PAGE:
Heliosphere’s debut album, Hands On Nation, released March 20 from Sector 9 Studios, combines trance, electro pop, EBM and electronic noise over an hour of dance club songs to stomp the night away.
Tracks such as â€œMove The Gunâ€, and â€œSecrets In Motionâ€ demonstrate the aggressive, progressive, and beautiful core that brought the band from a home studio into being a Minneapolis club favorite. â€œThe Memoriesâ€ and â€œTakenâ€ are mild surprises, but don’t quite deliver. â€œ45th Street Beatdownâ€, while an interesting progression, lacks an uniting element to really bring the track together into something more promising. The other tracks either try to be a song by an already established artist or simply don’t bring any new life to a dying genre.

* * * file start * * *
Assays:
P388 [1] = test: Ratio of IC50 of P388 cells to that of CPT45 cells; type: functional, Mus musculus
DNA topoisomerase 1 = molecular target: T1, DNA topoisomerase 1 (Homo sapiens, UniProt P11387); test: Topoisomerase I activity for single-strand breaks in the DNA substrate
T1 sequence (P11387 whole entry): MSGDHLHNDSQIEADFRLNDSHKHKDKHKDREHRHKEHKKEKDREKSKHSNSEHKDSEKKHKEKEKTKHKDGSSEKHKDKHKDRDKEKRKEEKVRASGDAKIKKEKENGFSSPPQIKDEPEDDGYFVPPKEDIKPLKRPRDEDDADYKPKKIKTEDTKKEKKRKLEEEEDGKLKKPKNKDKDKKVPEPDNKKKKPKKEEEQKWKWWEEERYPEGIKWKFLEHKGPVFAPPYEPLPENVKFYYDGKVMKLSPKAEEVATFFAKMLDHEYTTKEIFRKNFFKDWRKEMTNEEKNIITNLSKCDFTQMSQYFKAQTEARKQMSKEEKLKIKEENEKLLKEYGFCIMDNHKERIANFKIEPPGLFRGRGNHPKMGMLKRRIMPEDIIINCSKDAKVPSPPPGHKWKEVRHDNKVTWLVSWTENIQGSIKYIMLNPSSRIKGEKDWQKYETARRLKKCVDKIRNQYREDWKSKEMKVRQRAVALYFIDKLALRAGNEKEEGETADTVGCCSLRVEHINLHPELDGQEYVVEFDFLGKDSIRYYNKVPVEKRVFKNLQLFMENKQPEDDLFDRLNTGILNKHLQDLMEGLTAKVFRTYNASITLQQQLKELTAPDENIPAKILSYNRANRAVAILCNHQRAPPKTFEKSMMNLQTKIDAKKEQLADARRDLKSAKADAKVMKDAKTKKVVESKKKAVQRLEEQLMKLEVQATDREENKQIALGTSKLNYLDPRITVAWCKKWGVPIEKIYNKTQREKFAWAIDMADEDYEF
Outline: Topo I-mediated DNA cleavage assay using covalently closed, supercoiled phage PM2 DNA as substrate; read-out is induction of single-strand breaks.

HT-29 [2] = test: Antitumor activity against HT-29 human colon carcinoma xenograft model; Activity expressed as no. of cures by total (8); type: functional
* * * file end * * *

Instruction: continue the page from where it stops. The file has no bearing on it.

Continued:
Really, Hands On Nation suffers from over-production.
What appears on the album pale in comparison to the earlier versions that previously were online at their MySpace page. The one track that should have been on this album is â€œAll Eyes Nationâ€ (self-released single in 2005) as it exemplifies what Heliosphere were, and should be.